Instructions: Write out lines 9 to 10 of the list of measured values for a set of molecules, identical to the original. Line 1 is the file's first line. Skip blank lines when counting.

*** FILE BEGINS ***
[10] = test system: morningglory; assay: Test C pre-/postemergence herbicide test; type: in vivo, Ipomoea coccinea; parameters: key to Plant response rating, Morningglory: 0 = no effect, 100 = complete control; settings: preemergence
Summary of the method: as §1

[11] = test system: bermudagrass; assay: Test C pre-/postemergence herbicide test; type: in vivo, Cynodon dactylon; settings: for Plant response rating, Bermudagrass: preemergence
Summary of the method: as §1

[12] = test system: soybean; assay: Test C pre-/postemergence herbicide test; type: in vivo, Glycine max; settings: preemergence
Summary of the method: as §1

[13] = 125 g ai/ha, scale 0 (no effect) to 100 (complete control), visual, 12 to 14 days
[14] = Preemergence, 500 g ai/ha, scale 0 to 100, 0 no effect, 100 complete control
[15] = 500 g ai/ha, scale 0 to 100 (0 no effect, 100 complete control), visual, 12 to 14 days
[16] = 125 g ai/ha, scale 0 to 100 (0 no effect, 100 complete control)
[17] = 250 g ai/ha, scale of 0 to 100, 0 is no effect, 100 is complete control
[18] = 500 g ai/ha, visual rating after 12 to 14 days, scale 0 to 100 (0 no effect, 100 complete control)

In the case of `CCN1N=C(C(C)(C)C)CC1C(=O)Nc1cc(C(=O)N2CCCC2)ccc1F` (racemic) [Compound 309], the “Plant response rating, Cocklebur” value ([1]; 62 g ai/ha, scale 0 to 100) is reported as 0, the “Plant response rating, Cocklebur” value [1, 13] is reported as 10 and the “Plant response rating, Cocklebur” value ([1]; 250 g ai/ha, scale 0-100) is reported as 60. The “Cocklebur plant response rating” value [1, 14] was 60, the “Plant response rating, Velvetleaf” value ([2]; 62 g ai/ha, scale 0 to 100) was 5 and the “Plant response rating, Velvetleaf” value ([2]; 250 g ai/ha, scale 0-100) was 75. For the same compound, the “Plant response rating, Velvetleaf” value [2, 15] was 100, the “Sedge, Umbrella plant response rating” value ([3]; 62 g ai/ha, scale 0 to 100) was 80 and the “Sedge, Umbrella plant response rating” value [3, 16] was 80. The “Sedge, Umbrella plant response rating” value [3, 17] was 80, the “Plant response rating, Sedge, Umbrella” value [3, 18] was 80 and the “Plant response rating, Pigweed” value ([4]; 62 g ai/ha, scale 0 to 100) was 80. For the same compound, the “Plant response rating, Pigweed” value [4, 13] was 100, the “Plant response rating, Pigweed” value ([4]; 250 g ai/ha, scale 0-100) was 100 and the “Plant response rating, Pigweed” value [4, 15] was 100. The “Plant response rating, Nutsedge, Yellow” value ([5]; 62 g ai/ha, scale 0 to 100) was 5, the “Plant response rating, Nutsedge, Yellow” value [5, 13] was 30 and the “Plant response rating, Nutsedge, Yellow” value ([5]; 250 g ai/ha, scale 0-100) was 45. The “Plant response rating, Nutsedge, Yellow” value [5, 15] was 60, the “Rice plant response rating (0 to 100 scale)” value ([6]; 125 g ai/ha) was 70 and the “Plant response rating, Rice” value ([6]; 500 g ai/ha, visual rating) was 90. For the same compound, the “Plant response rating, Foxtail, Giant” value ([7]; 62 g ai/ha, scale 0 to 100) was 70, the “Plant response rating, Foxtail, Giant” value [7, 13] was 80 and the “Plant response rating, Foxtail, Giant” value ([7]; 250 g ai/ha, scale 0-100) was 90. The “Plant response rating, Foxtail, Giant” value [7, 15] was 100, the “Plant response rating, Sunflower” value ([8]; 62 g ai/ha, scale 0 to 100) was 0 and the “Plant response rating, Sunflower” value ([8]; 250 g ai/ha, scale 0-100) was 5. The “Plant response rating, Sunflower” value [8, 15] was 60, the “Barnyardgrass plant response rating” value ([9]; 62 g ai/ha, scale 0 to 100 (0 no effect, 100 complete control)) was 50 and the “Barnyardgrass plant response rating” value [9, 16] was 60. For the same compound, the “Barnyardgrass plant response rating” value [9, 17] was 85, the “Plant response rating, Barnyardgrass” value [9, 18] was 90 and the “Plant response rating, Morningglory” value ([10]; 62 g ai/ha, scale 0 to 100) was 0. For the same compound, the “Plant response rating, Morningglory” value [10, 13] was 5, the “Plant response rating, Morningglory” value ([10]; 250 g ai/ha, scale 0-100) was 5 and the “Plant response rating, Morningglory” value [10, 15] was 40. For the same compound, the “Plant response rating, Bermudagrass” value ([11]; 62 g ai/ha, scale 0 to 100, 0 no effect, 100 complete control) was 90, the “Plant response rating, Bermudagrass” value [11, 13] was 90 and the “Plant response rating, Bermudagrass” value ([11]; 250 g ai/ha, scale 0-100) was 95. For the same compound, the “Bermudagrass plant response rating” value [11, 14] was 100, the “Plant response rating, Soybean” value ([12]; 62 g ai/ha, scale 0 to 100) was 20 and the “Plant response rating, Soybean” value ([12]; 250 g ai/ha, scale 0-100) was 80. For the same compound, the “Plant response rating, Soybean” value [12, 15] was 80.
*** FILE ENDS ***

[15] = 500 g ai/ha, scale 0 to 100 (0 no effect, 100 complete control), visual, 12 to 14 days
[16] = 125 g ai/ha, scale 0 to 100 (0 no effect, 100 complete control)